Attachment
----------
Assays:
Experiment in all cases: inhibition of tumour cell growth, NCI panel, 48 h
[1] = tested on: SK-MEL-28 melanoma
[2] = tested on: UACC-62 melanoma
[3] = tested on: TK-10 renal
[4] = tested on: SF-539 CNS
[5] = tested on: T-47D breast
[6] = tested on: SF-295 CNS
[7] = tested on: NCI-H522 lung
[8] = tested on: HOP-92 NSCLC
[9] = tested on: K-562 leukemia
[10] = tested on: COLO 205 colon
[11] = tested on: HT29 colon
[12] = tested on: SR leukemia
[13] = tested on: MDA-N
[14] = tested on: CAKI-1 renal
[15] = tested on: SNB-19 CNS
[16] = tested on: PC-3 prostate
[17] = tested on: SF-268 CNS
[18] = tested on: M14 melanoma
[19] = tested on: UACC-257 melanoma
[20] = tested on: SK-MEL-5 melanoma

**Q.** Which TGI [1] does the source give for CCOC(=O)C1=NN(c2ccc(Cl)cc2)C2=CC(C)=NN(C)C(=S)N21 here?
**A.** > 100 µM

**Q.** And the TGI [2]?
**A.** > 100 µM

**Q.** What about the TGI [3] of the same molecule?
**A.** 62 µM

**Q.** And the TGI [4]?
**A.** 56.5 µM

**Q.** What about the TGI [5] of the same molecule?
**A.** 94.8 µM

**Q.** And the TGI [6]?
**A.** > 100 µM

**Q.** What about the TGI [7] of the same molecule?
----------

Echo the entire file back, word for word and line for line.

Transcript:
Assays:
Experiment in all cases: inhibition of tumour cell growth, NCI panel, 48 h
[1] = tested on: SK-MEL-28 melanoma
[2] = tested on: UACC-62 melanoma
[3] = tested on: TK-10 renal
[4] = tested on: SF-539 CNS
[5] = tested on: T-47D breast
[6] = tested on: SF-295 CNS
[7] = tested on: NCI-H522 lung
[8] = tested on: HOP-92 NSCLC
[9] = tested on: K-562 leukemia
[10] = tested on: COLO 205 colon
[11] = tested on: HT29 colon
[12] = tested on: SR leukemia
[13] = tested on: MDA-N
[14] = tested on: CAKI-1 renal
[15] = tested on: SNB-19 CNS
[16] = tested on: PC-3 prostate
[17] = tested on: SF-268 CNS
[18] = tested on: M14 melanoma
[19] = tested on: UACC-257 melanoma
[20] = tested on: SK-MEL-5 melanoma

**Q.** Which TGI [1] does the source give for CCOC(=O)C1=NN(c2ccc(Cl)cc2)C2=CC(C)=NN(C)C(=S)N21 here?
**A.** > 100 µM

**Q.** And the TGI [2]?
**A.** > 100 µM

**Q.** What about the TGI [3] of the same molecule?
**A.** 62 µM

**Q.** And the TGI [4]?
**A.** 56.5 µM

**Q.** What about the TGI [5] of the same molecule?
**A.** 94.8 µM

**Q.** And the TGI [6]?
**A.** > 100 µM

**Q.** What about the TGI [7] of the same molecule?